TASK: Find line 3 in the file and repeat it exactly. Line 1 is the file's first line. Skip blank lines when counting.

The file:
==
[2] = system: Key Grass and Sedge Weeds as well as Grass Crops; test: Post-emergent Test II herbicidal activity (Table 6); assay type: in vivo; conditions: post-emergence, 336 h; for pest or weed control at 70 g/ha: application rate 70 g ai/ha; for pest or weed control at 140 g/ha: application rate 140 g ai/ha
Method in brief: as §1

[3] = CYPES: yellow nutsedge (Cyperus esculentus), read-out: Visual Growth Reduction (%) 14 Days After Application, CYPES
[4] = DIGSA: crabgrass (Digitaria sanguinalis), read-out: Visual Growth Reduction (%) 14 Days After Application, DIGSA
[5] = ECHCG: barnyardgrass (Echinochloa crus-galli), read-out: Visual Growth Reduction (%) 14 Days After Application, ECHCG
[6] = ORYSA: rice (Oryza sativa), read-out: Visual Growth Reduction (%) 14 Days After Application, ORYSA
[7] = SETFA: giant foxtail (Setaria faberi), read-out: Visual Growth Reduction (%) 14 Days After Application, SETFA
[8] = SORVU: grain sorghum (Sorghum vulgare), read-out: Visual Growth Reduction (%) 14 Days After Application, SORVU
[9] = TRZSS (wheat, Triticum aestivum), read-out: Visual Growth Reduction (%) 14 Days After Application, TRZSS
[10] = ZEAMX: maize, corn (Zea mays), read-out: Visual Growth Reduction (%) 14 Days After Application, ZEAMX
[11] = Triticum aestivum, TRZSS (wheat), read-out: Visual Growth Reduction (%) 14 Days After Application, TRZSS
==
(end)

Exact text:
[3] = CYPES: yellow nutsedge (Cyperus esculentus), read-out: Visual Growth Reduction (%) 14 Days After Application, CYPES